Magic is a, pardon the pun, tricky thing to pull off on screen. With movie magic added into the mix, the line between plausibility and implausibility often blurs, especially in the case of stage magic. One must also take into account how much the story relies on the magic itself and how much comes from character interest.

Even with its all-star cast and some fun moments, Louis Letterier’s Now You See Me is a modestly put together trick that reveals itself to be a little underwhelming by the time it’s over.

Four separate magicians — a street performer (Jesse Eisenberg), a mentalist/hypnotist (Woody Harrelson), an escape artist (Isla Fisher) and a trickster thief (Dave Franco) — are called together under mysterious circumstances to perform a trio of shows across the country under the name of the Four Horsemen. After their first act finishes with them robbing a French bank and giving the money to the audience, a haggard detective (Mark Ruffalo) is put on the case to nab them before their grand finale.

Now You See Me is a movie made up of good moments. Most of the magic acts in the movie are portrayed by Letterier in interesting, snappy ways as are the exchanges between our four magicians and the ones between Morgan Freeman and Mark Ruffalo’s characters. The action is shot kinetically, there’s some fun jaunty music from Brian Tyler and the movie goes by at a good clip. All in all, Letterier’s latest is a pretty solid example of going in and having a fun, breezy but forgettable two hours at the movies in the summer.

But with some better care in writing, Now You See Me probably could have stolen the show. Characterization is completely left behind to focus on the magic tricks (some of which also bugged the hell out of me by using bad CGI when the trick could have been done practically).

We are introduced to our four magicians in the very beginning and given the requisite knowledge we need on them and then the focus in them is completely gone. They’re given no new chance to grow and instead the rest of the movie focuses on Mark Ruffalo, which is unfortunate because he’s a poorly written character. We’re barely told anything about him for the entire movie, even in the extended stretches where it’s just him, and in the end when we’re supposed to learn something new, looking back it’s just more obvious he wasn’t fleshed out at all.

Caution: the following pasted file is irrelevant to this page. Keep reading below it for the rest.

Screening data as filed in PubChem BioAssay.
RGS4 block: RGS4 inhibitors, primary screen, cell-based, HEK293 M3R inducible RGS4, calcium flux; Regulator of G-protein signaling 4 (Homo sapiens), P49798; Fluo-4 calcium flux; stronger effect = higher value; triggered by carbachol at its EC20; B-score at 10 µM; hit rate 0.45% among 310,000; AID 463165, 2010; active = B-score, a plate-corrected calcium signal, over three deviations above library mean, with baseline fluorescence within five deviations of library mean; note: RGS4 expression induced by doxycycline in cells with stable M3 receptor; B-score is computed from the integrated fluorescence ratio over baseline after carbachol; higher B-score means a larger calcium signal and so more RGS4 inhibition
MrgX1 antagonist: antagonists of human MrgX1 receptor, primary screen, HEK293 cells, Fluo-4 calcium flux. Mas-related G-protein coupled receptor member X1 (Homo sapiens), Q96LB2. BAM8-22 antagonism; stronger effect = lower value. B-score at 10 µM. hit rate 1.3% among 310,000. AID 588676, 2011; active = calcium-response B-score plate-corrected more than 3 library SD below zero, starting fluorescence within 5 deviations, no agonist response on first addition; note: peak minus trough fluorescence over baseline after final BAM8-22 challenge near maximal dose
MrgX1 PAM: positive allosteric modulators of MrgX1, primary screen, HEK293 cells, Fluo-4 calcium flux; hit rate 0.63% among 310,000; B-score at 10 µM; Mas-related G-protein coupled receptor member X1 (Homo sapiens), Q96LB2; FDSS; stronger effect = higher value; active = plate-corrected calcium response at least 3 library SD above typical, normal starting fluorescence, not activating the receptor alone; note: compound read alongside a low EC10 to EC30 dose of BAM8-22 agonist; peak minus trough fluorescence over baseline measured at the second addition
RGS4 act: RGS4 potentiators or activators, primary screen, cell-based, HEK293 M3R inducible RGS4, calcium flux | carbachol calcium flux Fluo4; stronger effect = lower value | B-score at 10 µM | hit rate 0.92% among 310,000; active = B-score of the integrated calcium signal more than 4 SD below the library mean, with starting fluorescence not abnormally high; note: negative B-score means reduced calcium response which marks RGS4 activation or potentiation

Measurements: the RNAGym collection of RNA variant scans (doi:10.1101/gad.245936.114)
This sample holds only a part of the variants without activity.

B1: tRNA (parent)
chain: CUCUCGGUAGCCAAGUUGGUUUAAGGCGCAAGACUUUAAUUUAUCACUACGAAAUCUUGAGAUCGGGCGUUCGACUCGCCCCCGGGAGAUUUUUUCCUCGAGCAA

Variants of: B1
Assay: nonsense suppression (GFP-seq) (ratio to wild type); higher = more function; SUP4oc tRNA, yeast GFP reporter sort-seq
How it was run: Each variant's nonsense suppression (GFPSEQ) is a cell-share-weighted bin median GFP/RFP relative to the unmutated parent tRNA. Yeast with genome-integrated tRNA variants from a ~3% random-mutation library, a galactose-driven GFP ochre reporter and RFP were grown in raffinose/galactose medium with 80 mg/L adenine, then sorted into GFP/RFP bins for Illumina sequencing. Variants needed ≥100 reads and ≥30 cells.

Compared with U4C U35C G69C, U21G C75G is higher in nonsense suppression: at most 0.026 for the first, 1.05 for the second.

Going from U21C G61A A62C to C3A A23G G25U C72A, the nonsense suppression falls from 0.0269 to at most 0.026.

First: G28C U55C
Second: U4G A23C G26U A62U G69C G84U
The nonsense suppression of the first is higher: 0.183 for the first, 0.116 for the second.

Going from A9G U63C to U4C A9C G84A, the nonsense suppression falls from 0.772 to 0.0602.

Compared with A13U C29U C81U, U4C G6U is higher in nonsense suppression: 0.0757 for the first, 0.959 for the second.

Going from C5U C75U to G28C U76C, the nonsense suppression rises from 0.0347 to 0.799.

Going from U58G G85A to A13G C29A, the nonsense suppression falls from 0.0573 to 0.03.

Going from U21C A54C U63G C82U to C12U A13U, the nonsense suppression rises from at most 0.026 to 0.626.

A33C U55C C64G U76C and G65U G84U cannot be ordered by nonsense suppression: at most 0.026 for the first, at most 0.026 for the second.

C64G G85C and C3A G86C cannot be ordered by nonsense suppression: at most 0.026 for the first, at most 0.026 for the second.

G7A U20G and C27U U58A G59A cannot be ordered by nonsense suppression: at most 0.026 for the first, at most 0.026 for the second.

Trying to fit in a romantic subplot between him and his Interpol partner wasn’t at all necessary because that too wasn’t paid proper attention.

The dialogue at times verges on being atrocious. In the absence of something good to say characters mostly revert to saying things like “shit” and “now, now, now” over and over. The main four survive on the actors talent at trading barbs but it’s still hard to be invested when most of what people are given to say is banal or just plain bad.

There is a twist in this movie. Shocking I know, but it’s pretty prevalent and comes late in the game. Some have said that it goes way beyond the boundaries of being plausible, which it kind of does. It is the sort of twist that erases a large portion of what we knew before it, so naturally some will take issue with that as well. What helps is that nothing in the entire movie is plausible to begin with, be it the ludicrous plot or the faked magic tricks, so taking it with that mindset helps out quite a bit.

That said, viewing the movie in that mindset puts a bit of distance between you and the action. So look closer: you may think you’re watching the next great magic movie but you’re being distracted. What’s really going on is the use of light and sound to trick you into thinking there’s something more important going on.

Instead, it’s just smoke and mirrors.


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